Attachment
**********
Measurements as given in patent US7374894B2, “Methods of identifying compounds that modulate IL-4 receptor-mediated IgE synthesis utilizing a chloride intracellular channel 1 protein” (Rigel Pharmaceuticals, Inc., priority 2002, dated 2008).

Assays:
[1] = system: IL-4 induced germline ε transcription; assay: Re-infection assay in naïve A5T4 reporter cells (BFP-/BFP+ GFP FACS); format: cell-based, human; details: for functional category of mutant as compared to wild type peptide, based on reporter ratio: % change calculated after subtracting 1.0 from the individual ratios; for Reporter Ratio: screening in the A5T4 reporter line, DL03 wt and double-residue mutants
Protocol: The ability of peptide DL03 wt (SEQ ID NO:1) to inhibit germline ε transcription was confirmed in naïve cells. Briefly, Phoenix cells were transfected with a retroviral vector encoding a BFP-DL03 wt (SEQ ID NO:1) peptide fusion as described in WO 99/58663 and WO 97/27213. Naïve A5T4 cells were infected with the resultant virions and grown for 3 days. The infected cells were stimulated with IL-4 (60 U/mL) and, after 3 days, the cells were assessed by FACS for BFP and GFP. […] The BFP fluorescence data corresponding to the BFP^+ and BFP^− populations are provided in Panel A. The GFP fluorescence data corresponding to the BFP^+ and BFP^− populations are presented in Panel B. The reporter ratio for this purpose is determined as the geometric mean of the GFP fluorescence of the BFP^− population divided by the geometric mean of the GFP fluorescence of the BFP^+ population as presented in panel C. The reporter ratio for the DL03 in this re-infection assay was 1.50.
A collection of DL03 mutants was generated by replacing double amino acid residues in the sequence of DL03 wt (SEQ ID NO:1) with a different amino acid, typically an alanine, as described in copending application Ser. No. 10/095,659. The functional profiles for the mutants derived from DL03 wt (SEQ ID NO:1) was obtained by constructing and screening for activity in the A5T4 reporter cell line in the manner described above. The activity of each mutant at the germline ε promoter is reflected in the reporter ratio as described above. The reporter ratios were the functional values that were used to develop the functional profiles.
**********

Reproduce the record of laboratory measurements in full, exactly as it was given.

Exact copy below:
Measurements as given in patent US7374894B2, “Methods of identifying compounds that modulate IL-4 receptor-mediated IgE synthesis utilizing a chloride intracellular channel 1 protein” (Rigel Pharmaceuticals, Inc., priority 2002, dated 2008).

Assays:
[1] = system: IL-4 induced germline ε transcription; assay: Re-infection assay in naïve A5T4 reporter cells (BFP-/BFP+ GFP FACS); format: cell-based, human; details: for functional category of mutant as compared to wild type peptide, based on reporter ratio: % change calculated after subtracting 1.0 from the individual ratios; for Reporter Ratio: screening in the A5T4 reporter line, DL03 wt and double-residue mutants
Protocol: The ability of peptide DL03 wt (SEQ ID NO:1) to inhibit germline ε transcription was confirmed in naïve cells. Briefly, Phoenix cells were transfected with a retroviral vector encoding a BFP-DL03 wt (SEQ ID NO:1) peptide fusion as described in WO 99/58663 and WO 97/27213. Naïve A5T4 cells were infected with the resultant virions and grown for 3 days. The infected cells were stimulated with IL-4 (60 U/mL) and, after 3 days, the cells were assessed by FACS for BFP and GFP. […] The BFP fluorescence data corresponding to the BFP^+ and BFP^− populations are provided in Panel A. The GFP fluorescence data corresponding to the BFP^+ and BFP^− populations are presented in Panel B. The reporter ratio for this purpose is determined as the geometric mean of the GFP fluorescence of the BFP^− population divided by the geometric mean of the GFP fluorescence of the BFP^+ population as presented in panel C. The reporter ratio for the DL03 in this re-infection assay was 1.50.
A collection of DL03 mutants was generated by replacing double amino acid residues in the sequence of DL03 wt (SEQ ID NO:1) with a different amino acid, typically an alanine, as described in copending application Ser. No. 10/095,659. The functional profiles for the mutants derived from DL03 wt (SEQ ID NO:1) was obtained by constructing and screening for activity in the A5T4 reporter cell line in the manner described above. The activity of each mutant at the germline ε promoter is reflected in the reporter ratio as described above. The reporter ratios were the functional values that were used to develop the functional profiles.